Fine-scale remote sensing unveils drivers and mechanisms of drought-induced mortality
We utilized Landsat Enhanced Vegetation Index (EVI), an indicator of vegetation function and resilience, to investigate the controls over forest mortality in the dry-tropical region of Costa Rica. The EVI based estimates of mortality correlated well with in-situ, ground-based inventories, leading to robust prediction capacity. We observed significant fine-scale heterogeneity in forest mortality that was related primarily to the degree of cumulative water deficit during the drought, leaf deciduousness, and topography.
This work is important for improving our fundamental understanding, observational capacity, and predictive certainty for dry-tropical forest vegetation dynamics. Understanding the controls over mortality is greatly enhanced by this remote sensing approach in which fine-scale patterns can be detected and related to key abiotic drivers. Improving our ability to map forest mortality at the global scale is one of the grand challenges in the forest mortality community, and our approach greatly improves the utility of Landsat measurements for this purpose. Scientists can now use this dataset or future datasets based on this approach to benchmark model performance.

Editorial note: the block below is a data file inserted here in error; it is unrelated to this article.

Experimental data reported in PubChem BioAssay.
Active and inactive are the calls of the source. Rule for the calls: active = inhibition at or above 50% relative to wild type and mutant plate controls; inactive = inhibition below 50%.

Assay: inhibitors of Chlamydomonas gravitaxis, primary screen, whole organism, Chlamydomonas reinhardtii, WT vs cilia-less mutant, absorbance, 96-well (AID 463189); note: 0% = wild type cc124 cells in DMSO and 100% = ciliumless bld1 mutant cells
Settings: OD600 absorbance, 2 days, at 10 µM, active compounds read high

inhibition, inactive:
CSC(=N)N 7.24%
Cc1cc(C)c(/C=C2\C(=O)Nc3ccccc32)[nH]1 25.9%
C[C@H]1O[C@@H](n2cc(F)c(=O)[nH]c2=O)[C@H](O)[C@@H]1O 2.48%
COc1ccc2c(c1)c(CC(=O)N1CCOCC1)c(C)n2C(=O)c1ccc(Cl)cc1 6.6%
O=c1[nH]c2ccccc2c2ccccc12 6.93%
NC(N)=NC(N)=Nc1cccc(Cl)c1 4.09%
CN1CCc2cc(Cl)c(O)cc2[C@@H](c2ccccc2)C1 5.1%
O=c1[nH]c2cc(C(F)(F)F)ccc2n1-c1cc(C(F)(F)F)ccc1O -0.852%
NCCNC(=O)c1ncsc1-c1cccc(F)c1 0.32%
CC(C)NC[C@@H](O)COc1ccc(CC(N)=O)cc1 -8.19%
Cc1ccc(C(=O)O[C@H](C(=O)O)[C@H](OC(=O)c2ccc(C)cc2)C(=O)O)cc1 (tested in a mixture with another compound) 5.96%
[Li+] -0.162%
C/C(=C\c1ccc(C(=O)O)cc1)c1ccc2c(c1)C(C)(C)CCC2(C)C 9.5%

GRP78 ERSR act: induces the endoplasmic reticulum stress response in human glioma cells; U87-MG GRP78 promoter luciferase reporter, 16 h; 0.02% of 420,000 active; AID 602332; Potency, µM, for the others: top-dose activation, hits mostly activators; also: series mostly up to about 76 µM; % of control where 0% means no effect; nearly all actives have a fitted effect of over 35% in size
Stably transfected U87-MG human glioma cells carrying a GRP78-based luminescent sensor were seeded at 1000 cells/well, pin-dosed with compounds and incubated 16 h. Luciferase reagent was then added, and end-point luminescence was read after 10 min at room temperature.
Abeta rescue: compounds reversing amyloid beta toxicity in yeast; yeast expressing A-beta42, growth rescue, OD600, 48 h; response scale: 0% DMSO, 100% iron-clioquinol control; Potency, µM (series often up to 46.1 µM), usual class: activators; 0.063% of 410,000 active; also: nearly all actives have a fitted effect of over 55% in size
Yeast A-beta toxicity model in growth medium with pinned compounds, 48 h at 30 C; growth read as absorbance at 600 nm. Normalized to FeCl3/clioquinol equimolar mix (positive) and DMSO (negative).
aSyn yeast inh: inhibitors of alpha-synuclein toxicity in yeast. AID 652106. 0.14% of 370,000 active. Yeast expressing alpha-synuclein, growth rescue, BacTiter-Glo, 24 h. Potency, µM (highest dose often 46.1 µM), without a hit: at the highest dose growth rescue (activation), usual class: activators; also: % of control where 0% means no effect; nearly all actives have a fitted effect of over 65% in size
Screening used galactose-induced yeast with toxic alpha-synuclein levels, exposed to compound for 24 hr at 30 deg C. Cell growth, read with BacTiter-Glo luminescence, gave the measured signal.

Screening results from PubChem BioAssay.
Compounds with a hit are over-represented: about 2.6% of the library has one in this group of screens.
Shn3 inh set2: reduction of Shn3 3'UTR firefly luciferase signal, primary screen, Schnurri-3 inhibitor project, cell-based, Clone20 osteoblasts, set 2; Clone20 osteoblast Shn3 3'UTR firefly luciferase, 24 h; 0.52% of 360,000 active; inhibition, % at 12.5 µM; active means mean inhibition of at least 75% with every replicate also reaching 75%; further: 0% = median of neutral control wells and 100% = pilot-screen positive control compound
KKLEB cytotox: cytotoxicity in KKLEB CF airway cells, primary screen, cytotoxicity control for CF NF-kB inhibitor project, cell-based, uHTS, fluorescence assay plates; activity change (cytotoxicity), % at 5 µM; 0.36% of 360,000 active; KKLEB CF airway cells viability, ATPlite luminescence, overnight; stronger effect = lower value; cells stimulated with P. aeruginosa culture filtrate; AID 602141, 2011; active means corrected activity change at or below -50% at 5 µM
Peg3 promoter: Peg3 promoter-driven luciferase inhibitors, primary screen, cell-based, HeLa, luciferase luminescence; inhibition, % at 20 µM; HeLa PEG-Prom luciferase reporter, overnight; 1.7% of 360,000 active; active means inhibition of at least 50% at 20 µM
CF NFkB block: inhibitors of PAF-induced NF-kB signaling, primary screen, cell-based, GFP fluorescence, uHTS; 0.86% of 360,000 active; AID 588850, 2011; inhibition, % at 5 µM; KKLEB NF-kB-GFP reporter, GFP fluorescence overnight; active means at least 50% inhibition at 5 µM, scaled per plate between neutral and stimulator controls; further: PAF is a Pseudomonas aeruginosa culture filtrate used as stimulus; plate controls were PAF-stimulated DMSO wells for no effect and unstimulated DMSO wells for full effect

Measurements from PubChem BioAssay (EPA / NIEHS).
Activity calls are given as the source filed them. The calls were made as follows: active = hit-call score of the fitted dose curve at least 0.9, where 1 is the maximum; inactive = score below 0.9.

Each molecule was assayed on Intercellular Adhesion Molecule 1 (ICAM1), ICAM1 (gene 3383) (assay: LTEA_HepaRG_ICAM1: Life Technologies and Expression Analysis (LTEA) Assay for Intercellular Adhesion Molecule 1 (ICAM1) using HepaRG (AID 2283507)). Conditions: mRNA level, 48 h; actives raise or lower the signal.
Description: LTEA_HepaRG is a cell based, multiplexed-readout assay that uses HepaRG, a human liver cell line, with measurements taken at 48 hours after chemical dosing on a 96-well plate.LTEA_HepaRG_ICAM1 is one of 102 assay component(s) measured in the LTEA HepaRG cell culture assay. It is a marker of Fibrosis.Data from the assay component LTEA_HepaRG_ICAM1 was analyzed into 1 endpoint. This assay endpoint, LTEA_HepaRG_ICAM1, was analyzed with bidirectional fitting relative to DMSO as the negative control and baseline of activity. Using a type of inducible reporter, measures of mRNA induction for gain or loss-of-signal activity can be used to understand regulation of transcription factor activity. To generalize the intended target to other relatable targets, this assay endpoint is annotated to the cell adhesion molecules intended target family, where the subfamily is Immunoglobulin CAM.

Remote sensing provides a powerful approach to quantify changes in vegetation on the Earth’s surface. We used Landsat 30x30m resolution imagery to quantify changes in vegetation biomass due to mortality during a severe drought in 2015 in the dry-tropical forests of Costa Rica. After strong validation with in-situ ground inventories of tree mortality, we applied the approach to examine the local drivers of mortality. The degree of drought played a strong role in localized mortality. Ecosystems with a higher fraction of evergreen tree species experienced greater mortality than those with a higher abundance of deciduous species. Topographic position also played a significant role, with sun-exposed and steep slopes having the highest mortality.
Nate McDowell, Pacific Northwest National Laboratory, email@example.com
We thank funding from Cornell University CALS to X. X., National Science Foundation CAREER grant DEB-1053237 to J.S.P. and U.S. Department of Energy, Office of Science, Terrestrial Ecosystem Science Program, Award DE-SC0014363 for funding the field plots. We thank Roger Blanco and Maria Marta Chavarria for logistical help in the field. N.G.M. was supported by the U.S. Department of Energy’s Next Generation Ecosystem Experiment-Tropics project. A.S-A is supported by National Science and Engineering Research Council of Canada (NSERC) –Discovery Grant Program.
Wu, D., Vargas, G.G., Powers, J.S., McDowell, N.G., Becknell, J.M., Pérez‐Aviles, D., Medvigy, D., Liu, Y., Katul, G.G., Calvo‐Alvarado, J.C. and Calvo‐Obando, A., 2021. Reduced ecosystem resilience quantifies fine‐scale heterogeneity in tropical forest mortality responses to drought. Global Change Biology. https://doi.org/10.1111/gcb.16046